Not that his current position is entirely of his own making. Ross is a smart man and knows better than to badmouth his employers in public, but there have been times throughout his reign where his annoyance has been thinly veiled. It was fairly evident during the Josh Maja saga and, in recent weeks, there has been just that glimmer of all not being well behind the scenes. When asked about his transfer budget he pointed out that “I don’t work with a budget here, I’ve never had one. So it’s difficult for me to say with certainty what I can and can’t do.” That seems at odds with what the owners proclaimed upon their arrival, just as his confirmation of the club’s “one in, one out” policy jars with what we were told at the beginning of the summer.

 

The events of the summer itself have taken their toll too. Ross has admitted that he would be lying if he did not say takeover talk had affected him during the break, and the idea that it had no bearing on the club’s activities, as Donald originally suggested, is again out of step with reality. What is more, negotiations to sell the club continue to this day, if recent murmurings are credible.

 

In addition, the manager’s inability to get a tune out of Will Grigg has become a focal point for many fans, with Grigg receiving plenty of the scorn, but apportioning blame requires a fuller view of things. Not since his arrival has Ross set up the team in a manner that would best suit Grigg and, were he not fully onboard with the signing, it is difficult to argue that he hasn’t been undermined both at this turn and others.

 

Yet it is also difficult to argue that he shouldn’t be doing better. Arguments that Sunderland boast the best squad in the league fall a bit flat when we consider that the one left-footed outfielder in the squad is a full-back many agree is too raw (and the left-back situation is another whereby Ross can rightly wonder if he has been left somewhat in the lurch), but certainly this side should be better than some of what we have seen in the past fortnight. The opening half at Portman Road was a horror show, the most worrying sign yet that Ross may no longer be the best man for the job.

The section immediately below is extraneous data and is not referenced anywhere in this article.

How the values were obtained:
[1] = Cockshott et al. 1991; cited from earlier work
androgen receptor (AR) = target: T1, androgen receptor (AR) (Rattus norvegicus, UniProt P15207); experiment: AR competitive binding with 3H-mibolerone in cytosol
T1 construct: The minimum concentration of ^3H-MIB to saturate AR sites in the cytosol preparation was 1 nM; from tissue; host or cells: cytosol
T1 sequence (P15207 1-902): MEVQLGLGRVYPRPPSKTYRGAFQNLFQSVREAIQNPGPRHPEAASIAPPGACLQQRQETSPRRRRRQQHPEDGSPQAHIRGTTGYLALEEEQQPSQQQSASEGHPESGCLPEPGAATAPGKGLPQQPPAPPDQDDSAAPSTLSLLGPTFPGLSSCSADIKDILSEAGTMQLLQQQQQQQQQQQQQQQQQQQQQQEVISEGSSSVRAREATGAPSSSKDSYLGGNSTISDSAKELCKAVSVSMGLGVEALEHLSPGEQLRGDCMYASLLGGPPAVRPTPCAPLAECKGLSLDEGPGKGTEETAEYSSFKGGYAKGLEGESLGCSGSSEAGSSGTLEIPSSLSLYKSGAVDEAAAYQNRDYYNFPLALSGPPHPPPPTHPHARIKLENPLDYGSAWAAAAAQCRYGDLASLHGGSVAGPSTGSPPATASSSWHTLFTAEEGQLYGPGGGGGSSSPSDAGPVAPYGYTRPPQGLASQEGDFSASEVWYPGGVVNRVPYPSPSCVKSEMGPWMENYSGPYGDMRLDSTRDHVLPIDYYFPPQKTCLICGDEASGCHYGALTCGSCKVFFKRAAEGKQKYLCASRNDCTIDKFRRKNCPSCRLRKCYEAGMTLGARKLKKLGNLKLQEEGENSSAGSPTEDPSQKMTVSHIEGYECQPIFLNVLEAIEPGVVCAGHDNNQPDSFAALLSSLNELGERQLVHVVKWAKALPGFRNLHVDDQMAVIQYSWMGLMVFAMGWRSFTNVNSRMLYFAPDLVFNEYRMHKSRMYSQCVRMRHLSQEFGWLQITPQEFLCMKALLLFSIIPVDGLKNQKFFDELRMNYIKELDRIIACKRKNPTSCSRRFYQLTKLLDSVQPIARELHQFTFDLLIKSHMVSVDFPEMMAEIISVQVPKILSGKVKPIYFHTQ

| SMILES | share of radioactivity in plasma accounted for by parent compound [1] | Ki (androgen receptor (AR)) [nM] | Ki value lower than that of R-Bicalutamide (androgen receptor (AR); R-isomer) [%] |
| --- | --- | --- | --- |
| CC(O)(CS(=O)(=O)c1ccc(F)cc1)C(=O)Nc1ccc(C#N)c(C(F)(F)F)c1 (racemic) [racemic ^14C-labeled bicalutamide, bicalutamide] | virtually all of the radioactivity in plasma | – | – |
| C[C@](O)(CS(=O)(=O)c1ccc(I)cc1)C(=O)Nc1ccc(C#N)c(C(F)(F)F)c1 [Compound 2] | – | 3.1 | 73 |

We may find out rather soon how his employers feel on that one. Anything less than a good performance and three points against Portsmouth will have yet more hounds at the manager’s door, and a loss (or, God forbid, another 1-1 draw) could be another nail in this managerial coffin.

 

Pompey have had a middling start themselves, losing one and winning the other, but they will come to the Stadium of Light full of energy and looking to stick the boot in, both figuratively and literally. Jack Ross and Sunderland need a performance and a result. A big weekend awaits.

 

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At the back end of the 1980s, football fanzines began to sweep the country and in 1989 we were presented with a new vehicle on which to enjoy some of this ride – A Love Supreme. ALS was a place we could all go to celebrate and commiserate being a Sunderland fan. Win, lose or draw, the pages of the fanzine became solace for many of us as we stumbled our way through our day to day lives, punctuated by the ups and downs of more match days than any of us care to remember.